FMCSA on April 13 rejected the Small Business Transportation Coalition’s (SBTC) request for reconsideration of its application for an exemption from electronic logging devices (ELDs) for all motor carriers with fewer than 50 employees. The agency, which denied the application in July 2019, said that after reviewing the petition for reconsideration and public comments received it “has determined that neither the applicant nor the commenters provided information that would change the Agency’s previous decision to deny the exemption.” For the Federal Register notice, visit https://www.federalregister.gov/d/2020-07730.

Pipeline services company seeks ELD exemption

FMCSA is requesting comments by May 28 on an application from pipeline services contractor Right-A-Way, LLC for an exemption from the requirement that its short-haul drivers use electronic logging devices (ELDs) when they are required to prepare records of duty status (RODS) more than eight days in a 30 consecutive day period. For the Federal Register notice, visit https://www.federalregister.gov/d/2020-09013.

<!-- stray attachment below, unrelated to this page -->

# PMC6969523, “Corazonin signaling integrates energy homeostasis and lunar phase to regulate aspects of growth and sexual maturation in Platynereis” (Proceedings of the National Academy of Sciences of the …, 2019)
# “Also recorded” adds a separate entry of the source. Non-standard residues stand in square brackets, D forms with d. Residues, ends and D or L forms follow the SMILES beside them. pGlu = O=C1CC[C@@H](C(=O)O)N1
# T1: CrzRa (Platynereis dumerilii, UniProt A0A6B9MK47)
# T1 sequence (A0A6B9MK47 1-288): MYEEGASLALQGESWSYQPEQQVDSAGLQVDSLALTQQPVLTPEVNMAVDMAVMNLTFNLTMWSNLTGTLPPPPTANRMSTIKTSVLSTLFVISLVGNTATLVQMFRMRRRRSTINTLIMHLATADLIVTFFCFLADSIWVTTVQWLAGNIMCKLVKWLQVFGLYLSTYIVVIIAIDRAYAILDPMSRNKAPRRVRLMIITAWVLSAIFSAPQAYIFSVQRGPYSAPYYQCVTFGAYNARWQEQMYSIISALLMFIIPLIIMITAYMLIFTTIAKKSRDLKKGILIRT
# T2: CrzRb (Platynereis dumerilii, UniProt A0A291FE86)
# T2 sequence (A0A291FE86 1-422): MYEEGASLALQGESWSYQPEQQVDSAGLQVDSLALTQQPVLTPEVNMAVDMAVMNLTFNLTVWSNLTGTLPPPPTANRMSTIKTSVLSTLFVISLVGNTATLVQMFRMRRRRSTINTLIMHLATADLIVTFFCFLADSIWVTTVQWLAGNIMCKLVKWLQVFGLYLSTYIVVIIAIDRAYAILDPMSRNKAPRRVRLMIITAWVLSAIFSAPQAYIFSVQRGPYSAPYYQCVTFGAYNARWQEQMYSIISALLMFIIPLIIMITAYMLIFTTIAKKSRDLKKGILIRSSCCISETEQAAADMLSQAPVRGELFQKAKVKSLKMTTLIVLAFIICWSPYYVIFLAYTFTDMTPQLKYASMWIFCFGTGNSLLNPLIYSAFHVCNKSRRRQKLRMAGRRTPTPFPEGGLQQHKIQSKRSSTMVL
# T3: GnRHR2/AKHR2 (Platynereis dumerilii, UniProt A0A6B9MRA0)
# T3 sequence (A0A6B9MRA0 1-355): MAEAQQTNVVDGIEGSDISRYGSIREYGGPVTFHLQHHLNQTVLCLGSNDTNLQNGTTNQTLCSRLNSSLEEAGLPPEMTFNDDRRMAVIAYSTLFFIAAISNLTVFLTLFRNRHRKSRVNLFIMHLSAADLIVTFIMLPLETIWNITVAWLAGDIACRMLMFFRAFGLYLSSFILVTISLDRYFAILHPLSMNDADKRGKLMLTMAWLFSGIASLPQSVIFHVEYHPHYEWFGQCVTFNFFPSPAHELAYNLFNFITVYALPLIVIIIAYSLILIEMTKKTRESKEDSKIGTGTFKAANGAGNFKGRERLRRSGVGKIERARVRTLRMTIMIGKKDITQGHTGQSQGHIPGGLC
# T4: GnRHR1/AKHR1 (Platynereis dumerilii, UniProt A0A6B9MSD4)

Werner seeks limited ELD data exemption for transition to new supplier

FMCSA is requesting comments by May 13 on Werner Enterprises’ application for an exemption from the requirement that certain data fields be included in electronic RODS files presented by ELDs. Specifically, Werner requests that, during the first eight days that each of its drivers transitions to an ELD from its new supplier, Platform Science, five specific data fields in the RODS files accessible through the in-cab ELD unit be left blank due to file compatibility issues between the suppliers' systems. For the Federal Register notice, visit https://www.federalregister.gov/d/2020-07731.

Samsara seeks windshield placement exemption for dash camera